The NBA draft lottery once again wasn’t kind to the Charlotte Hornets on Tuesday night, as they stayed in the No. 11 spot for the June 22 draft.
The Boston Celtics (53-29 regular season), courtesy of a previous trade with the Brooklyn Nets, got the No. 1 pick. The Los Angeles Lakers and Philadelphia 76ers will pick second and third respectively.
The Hornets had a 2.9 percent chance of securing a top-three pick, based on the weighted lottery among the NBA’s 14 non-playoff teams. They had a 90.7 percent chance of sticking at No. 11 and a 6.3 percent chance of falling back to No. 12.
Since the then-Bobcats’ inception in 2004, the franchise hasn’t improved its draft position via the lottery in any of the 11 times it has participated. Charlotte fell back a spot in 2012, costing it a shot at selecting Kentucky’s Anthony Davis.
Charlotte has never picked from the No. 11 spot.
Washington point guard Markelle Fultz, UCLA point guard Lonzo Ball and Kansas forward Josh Jackson are the anticipated top-three selections. Duke forward Jayson Tatum, N.C. State point guard Dennis Smith Jr., Florida State forward Jonathan Isaac and Kentucky guards De’Aaron Fox and Malik Monk will also likely be gone by the time the Hornets pick.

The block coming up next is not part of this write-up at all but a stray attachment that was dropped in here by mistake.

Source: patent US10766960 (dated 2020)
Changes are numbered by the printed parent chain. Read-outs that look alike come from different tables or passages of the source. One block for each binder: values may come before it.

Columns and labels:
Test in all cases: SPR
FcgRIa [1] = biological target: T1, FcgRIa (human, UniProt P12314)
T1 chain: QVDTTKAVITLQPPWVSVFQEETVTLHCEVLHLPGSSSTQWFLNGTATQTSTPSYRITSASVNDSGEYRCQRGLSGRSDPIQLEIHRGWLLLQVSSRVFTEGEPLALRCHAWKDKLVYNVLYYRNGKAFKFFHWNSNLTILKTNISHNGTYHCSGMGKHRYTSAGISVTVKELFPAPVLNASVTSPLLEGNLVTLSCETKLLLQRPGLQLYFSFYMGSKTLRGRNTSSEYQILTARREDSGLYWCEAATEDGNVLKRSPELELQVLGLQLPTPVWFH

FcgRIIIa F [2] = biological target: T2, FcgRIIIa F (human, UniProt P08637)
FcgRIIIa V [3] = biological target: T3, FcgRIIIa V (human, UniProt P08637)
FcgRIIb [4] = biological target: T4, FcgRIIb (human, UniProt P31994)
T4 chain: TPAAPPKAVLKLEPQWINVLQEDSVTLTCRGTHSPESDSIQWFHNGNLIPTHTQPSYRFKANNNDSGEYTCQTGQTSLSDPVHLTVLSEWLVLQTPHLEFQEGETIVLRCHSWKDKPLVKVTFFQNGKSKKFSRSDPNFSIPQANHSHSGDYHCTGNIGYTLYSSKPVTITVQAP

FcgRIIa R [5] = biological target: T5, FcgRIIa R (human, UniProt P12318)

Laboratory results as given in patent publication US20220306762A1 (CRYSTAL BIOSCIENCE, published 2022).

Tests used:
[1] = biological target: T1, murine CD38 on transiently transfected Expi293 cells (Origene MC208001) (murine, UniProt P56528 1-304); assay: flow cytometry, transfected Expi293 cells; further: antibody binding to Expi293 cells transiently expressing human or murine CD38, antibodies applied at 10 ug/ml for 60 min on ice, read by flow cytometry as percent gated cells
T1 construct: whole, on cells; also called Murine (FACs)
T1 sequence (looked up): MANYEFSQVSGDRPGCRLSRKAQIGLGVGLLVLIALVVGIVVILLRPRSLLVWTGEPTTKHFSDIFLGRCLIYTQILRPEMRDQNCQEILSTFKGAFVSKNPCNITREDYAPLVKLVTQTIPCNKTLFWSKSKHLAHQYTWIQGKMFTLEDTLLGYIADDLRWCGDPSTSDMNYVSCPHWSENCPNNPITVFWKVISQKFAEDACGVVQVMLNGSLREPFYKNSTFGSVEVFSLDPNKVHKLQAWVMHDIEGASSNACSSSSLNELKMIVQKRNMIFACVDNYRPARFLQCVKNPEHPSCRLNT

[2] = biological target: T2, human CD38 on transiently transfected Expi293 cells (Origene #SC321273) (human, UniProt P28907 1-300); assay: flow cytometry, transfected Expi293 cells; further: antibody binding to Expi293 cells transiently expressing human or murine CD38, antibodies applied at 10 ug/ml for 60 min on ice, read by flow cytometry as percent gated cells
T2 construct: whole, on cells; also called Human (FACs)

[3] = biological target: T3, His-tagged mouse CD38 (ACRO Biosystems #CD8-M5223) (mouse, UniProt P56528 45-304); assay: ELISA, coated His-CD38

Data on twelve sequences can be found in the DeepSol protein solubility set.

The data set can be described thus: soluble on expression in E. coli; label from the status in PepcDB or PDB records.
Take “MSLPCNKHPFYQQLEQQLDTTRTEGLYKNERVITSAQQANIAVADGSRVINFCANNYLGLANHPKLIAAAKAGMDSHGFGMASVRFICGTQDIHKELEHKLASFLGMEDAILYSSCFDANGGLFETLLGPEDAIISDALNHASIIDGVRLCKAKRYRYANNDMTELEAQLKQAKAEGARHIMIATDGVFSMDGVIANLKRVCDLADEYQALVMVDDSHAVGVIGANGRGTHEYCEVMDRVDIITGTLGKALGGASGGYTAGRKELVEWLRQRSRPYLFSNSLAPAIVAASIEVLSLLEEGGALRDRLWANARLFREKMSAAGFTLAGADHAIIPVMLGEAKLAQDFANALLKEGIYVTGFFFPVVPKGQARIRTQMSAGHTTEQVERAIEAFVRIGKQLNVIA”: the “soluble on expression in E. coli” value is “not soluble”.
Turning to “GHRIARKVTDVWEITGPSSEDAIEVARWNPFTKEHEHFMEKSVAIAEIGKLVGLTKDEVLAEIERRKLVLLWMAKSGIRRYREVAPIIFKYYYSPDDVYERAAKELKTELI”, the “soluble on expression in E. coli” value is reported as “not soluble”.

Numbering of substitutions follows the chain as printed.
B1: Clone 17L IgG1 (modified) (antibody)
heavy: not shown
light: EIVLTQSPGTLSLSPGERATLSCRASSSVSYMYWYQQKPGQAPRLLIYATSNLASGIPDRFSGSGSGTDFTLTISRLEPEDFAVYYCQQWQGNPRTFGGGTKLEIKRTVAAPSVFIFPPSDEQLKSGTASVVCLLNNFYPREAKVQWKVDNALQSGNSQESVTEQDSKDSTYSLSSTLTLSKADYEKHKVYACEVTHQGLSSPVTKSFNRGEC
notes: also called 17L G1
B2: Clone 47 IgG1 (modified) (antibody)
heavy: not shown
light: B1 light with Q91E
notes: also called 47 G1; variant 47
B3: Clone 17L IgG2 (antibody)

Five players who might be available when Charlotte is on the clock are:
O.G. Anunoby, Indiana forward: He missed the second half of his sophomore season after having surgery on his right knee, but still entered the draft. When healthy, Anunoby has shown flashes of being a “3-and-D” forward – one who can shoot the 3 and defend multiple positions – in the NBA.
Zach Collins, Gonzaga center: He averaged 17.3 minutes as a freshman, but shined in the NCAA tournament, highlighted by his 14 points, 13 rebounds and six blocks in the national semifinal win against South Carolina. His skills as a rim protector will likely translate to the NBA.
Justin Jackson, North Carolina forward: He developed into the star many expected he’d be during his junior season with the Tar Heels, earning ACC Player of the Year honors and leading the team to a national championship. He’s a versatile player who plays and defends multiple positions and possesses a nice shooting touch.
Luke Kennard, Duke shooting guard: He might be the best shooter in the draft, having made 43.8 percent of his 3-pointers as a sophomore. He has also proven to be a capable ball-handler and could play some point guard in the NBA.
Donovan Mitchell, Louisville guard: He posted the best numbers in the sprint and no-step vertical leap at the NBA combine and boasts a 6-foot-10 wingspan. He led the ACC with 2.1 steals per game as a sophomore and also registered 15.6 points, 4.9 rebounds and 2.7 assists.
8. New York
2. L.A. Lakers